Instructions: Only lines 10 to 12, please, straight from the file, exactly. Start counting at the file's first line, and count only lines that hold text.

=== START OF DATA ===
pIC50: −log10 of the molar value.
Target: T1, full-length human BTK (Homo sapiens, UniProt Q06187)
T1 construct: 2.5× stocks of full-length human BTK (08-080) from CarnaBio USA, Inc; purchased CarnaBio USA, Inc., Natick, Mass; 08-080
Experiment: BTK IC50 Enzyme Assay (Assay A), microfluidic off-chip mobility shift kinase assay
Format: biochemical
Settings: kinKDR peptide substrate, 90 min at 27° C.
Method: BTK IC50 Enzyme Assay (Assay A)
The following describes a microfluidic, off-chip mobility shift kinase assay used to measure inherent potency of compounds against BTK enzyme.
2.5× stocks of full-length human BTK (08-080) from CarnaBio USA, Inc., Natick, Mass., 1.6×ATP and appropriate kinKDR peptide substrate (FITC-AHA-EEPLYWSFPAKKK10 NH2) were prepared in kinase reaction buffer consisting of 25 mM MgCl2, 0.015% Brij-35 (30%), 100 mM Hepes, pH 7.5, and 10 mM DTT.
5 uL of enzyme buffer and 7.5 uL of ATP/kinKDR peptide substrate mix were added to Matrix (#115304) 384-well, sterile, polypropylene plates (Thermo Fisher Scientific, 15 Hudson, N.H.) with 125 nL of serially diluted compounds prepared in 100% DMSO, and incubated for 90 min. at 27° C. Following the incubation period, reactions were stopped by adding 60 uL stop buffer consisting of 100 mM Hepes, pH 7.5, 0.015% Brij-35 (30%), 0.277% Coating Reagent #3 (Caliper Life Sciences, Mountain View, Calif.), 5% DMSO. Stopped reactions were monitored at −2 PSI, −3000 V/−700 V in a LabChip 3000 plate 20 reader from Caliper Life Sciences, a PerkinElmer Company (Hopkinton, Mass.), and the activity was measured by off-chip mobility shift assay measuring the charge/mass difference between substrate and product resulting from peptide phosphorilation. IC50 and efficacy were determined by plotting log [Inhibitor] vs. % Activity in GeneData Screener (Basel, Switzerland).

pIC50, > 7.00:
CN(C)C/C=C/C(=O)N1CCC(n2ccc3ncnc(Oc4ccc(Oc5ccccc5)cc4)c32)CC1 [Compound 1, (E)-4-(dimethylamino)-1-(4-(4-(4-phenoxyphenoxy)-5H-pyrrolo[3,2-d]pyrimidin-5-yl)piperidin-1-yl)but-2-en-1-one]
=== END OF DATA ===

5 uL of enzyme buffer and 7.5 uL of ATP/kinKDR peptide substrate mix were added to Matrix (#115304) 384-well, sterile, polypropylene plates (Thermo Fisher Scientific, 15 Hudson, N.H.) with 125 nL of serially diluted compounds prepared in 100% DMSO, and incubated for 90 min. at 27° C. Following the incubation period, reactions were stopped by adding 60 uL stop buffer consisting of 100 mM Hepes, pH 7.5, 0.015% Brij-35 (30%), 0.277% Coating Reagent #3 (Caliper Life Sciences, Mountain View, Calif.), 5% DMSO. Stopped reactions were monitored at −2 PSI, −3000 V/−700 V in a LabChip 3000 plate 20 reader from Caliper Life Sciences, a PerkinElmer Company (Hopkinton, Mass.), and the activity was measured by off-chip mobility shift assay measuring the charge/mass difference between substrate and product resulting from peptide phosphorilation. IC50 and efficacy were determined by plotting log [Inhibitor] vs. % Activity in GeneData Screener (Basel, Switzerland).

pIC50, > 7.00:
CN(C)C/C=C/C(=O)N1CCC(n2ccc3ncnc(Oc4ccc(Oc5ccccc5)cc4)c32)CC1 [Compound 1, (E)-4-(dimethylamino)-1-(4-(4-(4-phenoxyphenoxy)-5H-pyrrolo[3,2-d]pyrimidin-5-yl)piperidin-1-yl)but-2-en-1-one]